Always Be Improving: The 5 Rules of A/B Testing
There are two types of marketers in this world: The 2 percent who would happily A/B test all the livelong day, and the 98 percent who emit an audible groan every time the topic gets raised. The latter group — the vast majority of marketers — complains: “I know I should be testing more, but…”
“But it’s hard.” “But it’s time-consuming.” “But I already think I know the answers anyway, so why should I bother to test?”
Although a paltry 44 percent of companies currently use split-testing software, I’m here to give you the bad news: testing is crucial. And it can’t just be a one-time event. Even Alec Baldwin agrees — at least in Glengarry Glen Ross. Did you know that his famous “Always Be Closing” speech came from an age-old marketing line?
Always Be Testing the Market
Sadly, that line isn’t catchy enough for a movie. But it’s the gospel of successfully evolving marketing campaigns.
Along with this gospel, there are five more rules of A/B testing that demystify what might seem like a tedious, overwhelming process.
1. Plan ahead
You’ve created a brilliant email campaign, segmented your lists, and designed a magnetic landing page. You’re all set to go, but in the eleventh hour, someone says, “Hey, maybe we should test this thing.” Collective groan.
No marketer in her right mind wants to adjust a campaign for A/B testing at the last minute. The best tests take time, so build testing into your process from the beginning, every time.
2. Be willing to learn… slowly
This might sound obvious, but if you’re not willing to learn from your tests, there’s no point in conducting them. The best way to learn from A/B testing is to test one variable within a large population so that you can be confident that your results are accurate across your audience.
If you insist on conducting multivariate testing to “save time,” consider hiring a Ph.D. in statistics to keep track of all the data for you.
Seriously, in a world where you’re always testing, you don’t need to be overambitious. Gleaning one useful bit of information from a campaign can take you much further in your ability to connect with your audience next time.
3. Measure what matters
A lot of marketers simply measure opens and clicks. But opens and clicks aren’t your end goal, are they? I’m guessing you’re looking to convert your audience, so test for what you actually care about.
You’ll want to find a tool that helps you measure performance based on any type of digital activity — for example, how many people who received an email invitation actually went on to register for the event. Opens and clicks have their place, but measuring based on your high-level goals is where it’s really at.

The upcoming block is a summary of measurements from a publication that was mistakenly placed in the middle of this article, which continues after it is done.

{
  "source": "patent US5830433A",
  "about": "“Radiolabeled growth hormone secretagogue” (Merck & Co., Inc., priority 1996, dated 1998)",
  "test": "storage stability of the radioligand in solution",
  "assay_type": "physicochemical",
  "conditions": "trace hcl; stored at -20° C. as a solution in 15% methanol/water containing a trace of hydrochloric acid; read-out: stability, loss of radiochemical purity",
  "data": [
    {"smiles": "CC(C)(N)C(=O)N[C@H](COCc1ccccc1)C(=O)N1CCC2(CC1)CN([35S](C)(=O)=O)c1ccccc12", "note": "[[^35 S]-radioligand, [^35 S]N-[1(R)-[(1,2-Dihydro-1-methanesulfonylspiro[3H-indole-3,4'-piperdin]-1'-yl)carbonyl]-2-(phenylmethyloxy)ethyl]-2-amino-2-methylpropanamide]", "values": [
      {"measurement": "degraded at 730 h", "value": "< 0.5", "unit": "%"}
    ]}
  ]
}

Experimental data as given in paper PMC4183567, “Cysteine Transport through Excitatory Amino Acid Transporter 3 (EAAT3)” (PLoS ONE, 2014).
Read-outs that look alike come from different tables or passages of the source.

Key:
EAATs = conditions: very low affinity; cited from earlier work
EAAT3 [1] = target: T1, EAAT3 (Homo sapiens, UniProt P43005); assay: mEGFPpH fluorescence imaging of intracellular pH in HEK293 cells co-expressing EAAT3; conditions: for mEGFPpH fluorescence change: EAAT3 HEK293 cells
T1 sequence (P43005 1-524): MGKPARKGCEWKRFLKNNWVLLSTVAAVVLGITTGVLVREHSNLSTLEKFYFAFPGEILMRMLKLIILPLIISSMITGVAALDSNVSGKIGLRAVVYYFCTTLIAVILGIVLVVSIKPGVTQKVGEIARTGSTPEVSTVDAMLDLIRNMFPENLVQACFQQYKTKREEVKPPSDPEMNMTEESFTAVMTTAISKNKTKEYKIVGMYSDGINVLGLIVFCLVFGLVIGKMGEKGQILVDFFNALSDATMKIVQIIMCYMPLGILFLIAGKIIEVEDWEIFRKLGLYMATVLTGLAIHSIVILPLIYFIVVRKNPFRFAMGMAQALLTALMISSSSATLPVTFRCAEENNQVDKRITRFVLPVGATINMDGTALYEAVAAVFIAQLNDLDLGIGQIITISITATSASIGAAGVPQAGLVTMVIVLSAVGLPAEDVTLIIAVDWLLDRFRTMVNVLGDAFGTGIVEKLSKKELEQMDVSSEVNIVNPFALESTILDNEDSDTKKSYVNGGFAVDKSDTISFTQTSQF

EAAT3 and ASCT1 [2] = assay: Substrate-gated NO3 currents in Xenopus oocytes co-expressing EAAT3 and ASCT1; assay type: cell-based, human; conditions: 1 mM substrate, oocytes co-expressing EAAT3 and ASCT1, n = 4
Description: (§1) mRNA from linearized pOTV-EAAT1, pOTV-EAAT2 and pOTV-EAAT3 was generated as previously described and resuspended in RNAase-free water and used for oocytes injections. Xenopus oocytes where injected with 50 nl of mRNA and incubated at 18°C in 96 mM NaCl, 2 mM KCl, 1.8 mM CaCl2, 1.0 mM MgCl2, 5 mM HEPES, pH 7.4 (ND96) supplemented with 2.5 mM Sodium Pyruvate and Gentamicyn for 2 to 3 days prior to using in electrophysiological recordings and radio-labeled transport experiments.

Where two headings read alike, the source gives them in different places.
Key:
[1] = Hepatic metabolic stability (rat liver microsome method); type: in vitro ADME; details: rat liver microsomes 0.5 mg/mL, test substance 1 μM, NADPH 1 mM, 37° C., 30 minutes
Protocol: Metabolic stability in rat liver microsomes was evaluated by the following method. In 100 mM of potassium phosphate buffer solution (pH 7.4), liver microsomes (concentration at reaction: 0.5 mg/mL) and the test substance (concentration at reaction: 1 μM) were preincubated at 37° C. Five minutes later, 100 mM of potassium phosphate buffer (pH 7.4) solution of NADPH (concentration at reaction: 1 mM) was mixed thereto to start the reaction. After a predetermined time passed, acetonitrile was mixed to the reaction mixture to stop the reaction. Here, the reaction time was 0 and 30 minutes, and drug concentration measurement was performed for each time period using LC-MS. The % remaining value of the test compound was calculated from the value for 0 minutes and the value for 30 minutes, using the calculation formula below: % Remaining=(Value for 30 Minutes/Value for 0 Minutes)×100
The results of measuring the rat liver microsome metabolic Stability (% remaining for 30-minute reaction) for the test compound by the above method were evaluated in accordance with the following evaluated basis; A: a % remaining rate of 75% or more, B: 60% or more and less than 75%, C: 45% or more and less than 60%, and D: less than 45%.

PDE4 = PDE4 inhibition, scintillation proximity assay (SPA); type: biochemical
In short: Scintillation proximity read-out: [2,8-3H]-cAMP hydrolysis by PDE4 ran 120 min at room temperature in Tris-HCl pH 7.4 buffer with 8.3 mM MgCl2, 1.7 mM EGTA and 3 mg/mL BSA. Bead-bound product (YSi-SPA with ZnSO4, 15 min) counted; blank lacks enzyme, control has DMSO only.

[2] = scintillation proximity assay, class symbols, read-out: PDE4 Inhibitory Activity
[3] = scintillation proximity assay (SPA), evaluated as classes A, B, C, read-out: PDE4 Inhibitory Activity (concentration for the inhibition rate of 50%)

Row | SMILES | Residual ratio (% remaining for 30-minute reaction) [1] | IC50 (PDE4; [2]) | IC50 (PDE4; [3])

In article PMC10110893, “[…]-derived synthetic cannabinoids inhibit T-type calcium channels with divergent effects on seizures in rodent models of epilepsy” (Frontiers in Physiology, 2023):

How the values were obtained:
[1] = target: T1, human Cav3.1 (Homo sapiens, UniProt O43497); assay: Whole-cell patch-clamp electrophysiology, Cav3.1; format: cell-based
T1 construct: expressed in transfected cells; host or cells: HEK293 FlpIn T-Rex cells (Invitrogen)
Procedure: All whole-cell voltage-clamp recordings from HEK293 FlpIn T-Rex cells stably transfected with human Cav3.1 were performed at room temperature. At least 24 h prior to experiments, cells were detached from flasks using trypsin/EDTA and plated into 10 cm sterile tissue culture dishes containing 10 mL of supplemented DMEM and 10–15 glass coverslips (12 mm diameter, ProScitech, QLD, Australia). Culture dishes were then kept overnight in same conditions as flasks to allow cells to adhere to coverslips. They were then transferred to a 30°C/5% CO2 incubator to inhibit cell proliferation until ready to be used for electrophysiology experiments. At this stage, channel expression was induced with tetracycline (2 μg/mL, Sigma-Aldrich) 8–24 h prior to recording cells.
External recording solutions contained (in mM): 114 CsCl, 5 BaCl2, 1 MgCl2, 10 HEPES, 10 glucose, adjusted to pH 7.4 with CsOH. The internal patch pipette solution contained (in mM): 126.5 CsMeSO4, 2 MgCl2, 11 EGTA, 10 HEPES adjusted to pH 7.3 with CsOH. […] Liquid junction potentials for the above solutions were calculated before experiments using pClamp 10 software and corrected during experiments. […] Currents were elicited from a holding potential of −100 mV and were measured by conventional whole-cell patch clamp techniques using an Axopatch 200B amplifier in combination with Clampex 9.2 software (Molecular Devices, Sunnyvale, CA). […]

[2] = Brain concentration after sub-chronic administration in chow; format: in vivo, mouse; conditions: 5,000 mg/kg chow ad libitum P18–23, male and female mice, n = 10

So, figure out what those exact goals are. Then test for them.
4. Test over time
One of the biggest misperceptions about A/B testing is that it yields quick results. But honing in on immediate numbers ignores a large segment of your audience.
Let’s say you have an automated subscriber email that gets triggered each time someone signs up for your newsletter. Try inserting an A/B test that sends variations of that automated email. However, you’ll still need to test the results over a period of time — say, a month, depending on volume – to see how ongoing signups respond to the two email variations.
The same concept applies to nurturing emails, where every recipient is on a different cadence, and results are tabulated over a long period of time.
5. Always talk about testing
Your entire company can benefit from the insights that testing yields, so talk about your testing. As a marketer, you’re closer to your customer base than almost anyone in the company, so you’re in a prime position to share insight into how your customers think.
And with the cold hard facts of testing at your disposal, ears will perk up when you begin to share what you learn. Make it a regular part of company meetings to impart the wisdom you’ve learned from your testing, and you’ll become the de facto customer expert of your organization.
To put testing into practice, you must first adopt the attitude that everything your marketing team produces is testable. This applies to the subject lines of your emails, the content of your campaigns, the day(s) and time(s) you send messaging, the copy on your landing pages… I could go on and on, but you get the idea. Over time, aim to test every minute facet of your marketing, fine-tuning your strategy, so you’re optimized for utter marketing success.
Basically, if you’re taking the time to create a campaign, take the time to test it. There is always something to test. Never miss an opportunity!